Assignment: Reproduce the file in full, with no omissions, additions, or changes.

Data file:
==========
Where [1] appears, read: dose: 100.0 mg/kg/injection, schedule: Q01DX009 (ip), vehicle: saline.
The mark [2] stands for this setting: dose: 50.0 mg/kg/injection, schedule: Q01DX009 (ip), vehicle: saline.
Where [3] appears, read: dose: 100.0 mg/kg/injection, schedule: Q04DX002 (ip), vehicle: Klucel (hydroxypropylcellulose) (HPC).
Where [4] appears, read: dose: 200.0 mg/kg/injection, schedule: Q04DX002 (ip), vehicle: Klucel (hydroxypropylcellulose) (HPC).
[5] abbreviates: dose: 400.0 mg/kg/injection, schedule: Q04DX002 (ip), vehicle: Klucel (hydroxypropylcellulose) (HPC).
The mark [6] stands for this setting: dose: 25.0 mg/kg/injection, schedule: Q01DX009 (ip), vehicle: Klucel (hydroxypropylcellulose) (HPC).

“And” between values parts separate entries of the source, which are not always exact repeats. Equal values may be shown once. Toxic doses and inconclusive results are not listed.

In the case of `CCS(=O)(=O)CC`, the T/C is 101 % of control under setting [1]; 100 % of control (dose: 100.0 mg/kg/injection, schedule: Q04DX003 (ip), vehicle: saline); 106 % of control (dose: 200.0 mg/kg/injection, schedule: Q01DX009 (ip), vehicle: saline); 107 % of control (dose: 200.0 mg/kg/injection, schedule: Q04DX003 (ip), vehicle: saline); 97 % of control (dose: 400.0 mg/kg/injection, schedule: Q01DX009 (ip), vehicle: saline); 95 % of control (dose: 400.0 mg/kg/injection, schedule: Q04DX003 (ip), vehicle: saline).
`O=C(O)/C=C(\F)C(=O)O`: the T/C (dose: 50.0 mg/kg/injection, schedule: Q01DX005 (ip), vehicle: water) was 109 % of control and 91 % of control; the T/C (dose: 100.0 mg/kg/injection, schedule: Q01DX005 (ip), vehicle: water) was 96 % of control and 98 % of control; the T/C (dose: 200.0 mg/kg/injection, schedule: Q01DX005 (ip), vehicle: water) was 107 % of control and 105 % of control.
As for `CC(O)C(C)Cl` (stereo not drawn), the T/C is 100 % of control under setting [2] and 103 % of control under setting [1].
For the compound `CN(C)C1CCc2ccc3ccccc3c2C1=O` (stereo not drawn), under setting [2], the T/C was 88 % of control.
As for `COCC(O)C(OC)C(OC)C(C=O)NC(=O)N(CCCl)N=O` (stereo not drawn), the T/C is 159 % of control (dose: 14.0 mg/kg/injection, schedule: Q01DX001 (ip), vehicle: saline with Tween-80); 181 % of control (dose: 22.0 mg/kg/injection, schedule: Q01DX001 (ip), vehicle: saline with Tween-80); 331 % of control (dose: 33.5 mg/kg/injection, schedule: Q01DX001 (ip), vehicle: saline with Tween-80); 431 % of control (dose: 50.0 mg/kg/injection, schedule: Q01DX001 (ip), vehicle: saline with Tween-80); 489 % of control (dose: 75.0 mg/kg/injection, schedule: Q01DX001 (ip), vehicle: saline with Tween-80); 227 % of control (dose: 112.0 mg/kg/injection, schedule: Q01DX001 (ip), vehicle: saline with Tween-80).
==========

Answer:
Where [1] appears, read: dose: 100.0 mg/kg/injection, schedule: Q01DX009 (ip), vehicle: saline.
The mark [2] stands for this setting: dose: 50.0 mg/kg/injection, schedule: Q01DX009 (ip), vehicle: saline.
Where [3] appears, read: dose: 100.0 mg/kg/injection, schedule: Q04DX002 (ip), vehicle: Klucel (hydroxypropylcellulose) (HPC).
Where [4] appears, read: dose: 200.0 mg/kg/injection, schedule: Q04DX002 (ip), vehicle: Klucel (hydroxypropylcellulose) (HPC).
[5] abbreviates: dose: 400.0 mg/kg/injection, schedule: Q04DX002 (ip), vehicle: Klucel (hydroxypropylcellulose) (HPC).
The mark [6] stands for this setting: dose: 25.0 mg/kg/injection, schedule: Q01DX009 (ip), vehicle: Klucel (hydroxypropylcellulose) (HPC).

“And” between values parts separate entries of the source, which are not always exact repeats. Equal values may be shown once. Toxic doses and inconclusive results are not listed.

In the case of `CCS(=O)(=O)CC`, the T/C is 101 % of control under setting [1]; 100 % of control (dose: 100.0 mg/kg/injection, schedule: Q04DX003 (ip), vehicle: saline); 106 % of control (dose: 200.0 mg/kg/injection, schedule: Q01DX009 (ip), vehicle: saline); 107 % of control (dose: 200.0 mg/kg/injection, schedule: Q04DX003 (ip), vehicle: saline); 97 % of control (dose: 400.0 mg/kg/injection, schedule: Q01DX009 (ip), vehicle: saline); 95 % of control (dose: 400.0 mg/kg/injection, schedule: Q04DX003 (ip), vehicle: saline).
`O=C(O)/C=C(\F)C(=O)O`: the T/C (dose: 50.0 mg/kg/injection, schedule: Q01DX005 (ip), vehicle: water) was 109 % of control and 91 % of control; the T/C (dose: 100.0 mg/kg/injection, schedule: Q01DX005 (ip), vehicle: water) was 96 % of control and 98 % of control; the T/C (dose: 200.0 mg/kg/injection, schedule: Q01DX005 (ip), vehicle: water) was 107 % of control and 105 % of control.
As for `CC(O)C(C)Cl` (stereo not drawn), the T/C is 100 % of control under setting [2] and 103 % of control under setting [1].
For the compound `CN(C)C1CCc2ccc3ccccc3c2C1=O` (stereo not drawn), under setting [2], the T/C was 88 % of control.
As for `COCC(O)C(OC)C(OC)C(C=O)NC(=O)N(CCCl)N=O` (stereo not drawn), the T/C is 159 % of control (dose: 14.0 mg/kg/injection, schedule: Q01DX001 (ip), vehicle: saline with Tween-80); 181 % of control (dose: 22.0 mg/kg/injection, schedule: Q01DX001 (ip), vehicle: saline with Tween-80); 331 % of control (dose: 33.5 mg/kg/injection, schedule: Q01DX001 (ip), vehicle: saline with Tween-80); 431 % of control (dose: 50.0 mg/kg/injection, schedule: Q01DX001 (ip), vehicle: saline with Tween-80); 489 % of control (dose: 75.0 mg/kg/injection, schedule: Q01DX001 (ip), vehicle: saline with Tween-80); 227 % of control (dose: 112.0 mg/kg/injection, schedule: Q01DX001 (ip), vehicle: saline with Tween-80).